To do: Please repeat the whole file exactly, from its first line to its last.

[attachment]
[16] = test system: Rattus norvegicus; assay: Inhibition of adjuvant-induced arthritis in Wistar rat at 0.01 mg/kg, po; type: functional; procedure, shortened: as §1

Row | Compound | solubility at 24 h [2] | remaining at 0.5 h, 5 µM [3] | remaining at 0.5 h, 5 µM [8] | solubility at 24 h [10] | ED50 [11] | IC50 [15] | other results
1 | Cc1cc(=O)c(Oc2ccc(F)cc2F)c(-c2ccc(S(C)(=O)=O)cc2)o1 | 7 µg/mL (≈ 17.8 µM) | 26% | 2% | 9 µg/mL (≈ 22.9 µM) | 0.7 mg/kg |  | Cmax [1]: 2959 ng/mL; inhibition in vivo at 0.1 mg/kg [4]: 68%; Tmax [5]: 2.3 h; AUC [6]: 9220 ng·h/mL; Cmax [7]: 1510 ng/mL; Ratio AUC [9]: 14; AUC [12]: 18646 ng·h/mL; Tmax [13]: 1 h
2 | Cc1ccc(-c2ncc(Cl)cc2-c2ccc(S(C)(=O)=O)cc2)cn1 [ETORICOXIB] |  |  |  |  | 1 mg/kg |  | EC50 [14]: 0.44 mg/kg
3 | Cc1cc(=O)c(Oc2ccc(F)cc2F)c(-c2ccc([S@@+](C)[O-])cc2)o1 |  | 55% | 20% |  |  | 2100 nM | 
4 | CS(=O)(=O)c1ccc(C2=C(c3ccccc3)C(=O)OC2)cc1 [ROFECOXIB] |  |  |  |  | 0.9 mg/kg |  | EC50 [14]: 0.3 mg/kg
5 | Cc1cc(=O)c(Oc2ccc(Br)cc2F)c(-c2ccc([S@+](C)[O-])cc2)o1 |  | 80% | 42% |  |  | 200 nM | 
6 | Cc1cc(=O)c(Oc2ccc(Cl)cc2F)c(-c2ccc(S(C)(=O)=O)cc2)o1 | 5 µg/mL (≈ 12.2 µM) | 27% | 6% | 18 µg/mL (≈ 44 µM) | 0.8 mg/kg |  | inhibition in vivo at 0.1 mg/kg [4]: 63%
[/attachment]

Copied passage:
[16] = test system: Rattus norvegicus; assay: Inhibition of adjuvant-induced arthritis in Wistar rat at 0.01 mg/kg, po; type: functional; procedure, shortened: as §1

Row | Compound | solubility at 24 h [2] | remaining at 0.5 h, 5 µM [3] | remaining at 0.5 h, 5 µM [8] | solubility at 24 h [10] | ED50 [11] | IC50 [15] | other results
1 | Cc1cc(=O)c(Oc2ccc(F)cc2F)c(-c2ccc(S(C)(=O)=O)cc2)o1 | 7 µg/mL (≈ 17.8 µM) | 26% | 2% | 9 µg/mL (≈ 22.9 µM) | 0.7 mg/kg |  | Cmax [1]: 2959 ng/mL; inhibition in vivo at 0.1 mg/kg [4]: 68%; Tmax [5]: 2.3 h; AUC [6]: 9220 ng·h/mL; Cmax [7]: 1510 ng/mL; Ratio AUC [9]: 14; AUC [12]: 18646 ng·h/mL; Tmax [13]: 1 h
2 | Cc1ccc(-c2ncc(Cl)cc2-c2ccc(S(C)(=O)=O)cc2)cn1 [ETORICOXIB] |  |  |  |  | 1 mg/kg |  | EC50 [14]: 0.44 mg/kg
3 | Cc1cc(=O)c(Oc2ccc(F)cc2F)c(-c2ccc([S@@+](C)[O-])cc2)o1 |  | 55% | 20% |  |  | 2100 nM | 
4 | CS(=O)(=O)c1ccc(C2=C(c3ccccc3)C(=O)OC2)cc1 [ROFECOXIB] |  |  |  |  | 0.9 mg/kg |  | EC50 [14]: 0.3 mg/kg
5 | Cc1cc(=O)c(Oc2ccc(Br)cc2F)c(-c2ccc([S@+](C)[O-])cc2)o1 |  | 80% | 42% |  |  | 200 nM | 
6 | Cc1cc(=O)c(Oc2ccc(Cl)cc2F)c(-c2ccc(S(C)(=O)=O)cc2)o1 | 5 µg/mL (≈ 12.2 µM) | 27% | 6% | 18 µg/mL (≈ 44 µM) | 0.8 mg/kg |  | inhibition in vivo at 0.1 mg/kg [4]: 63%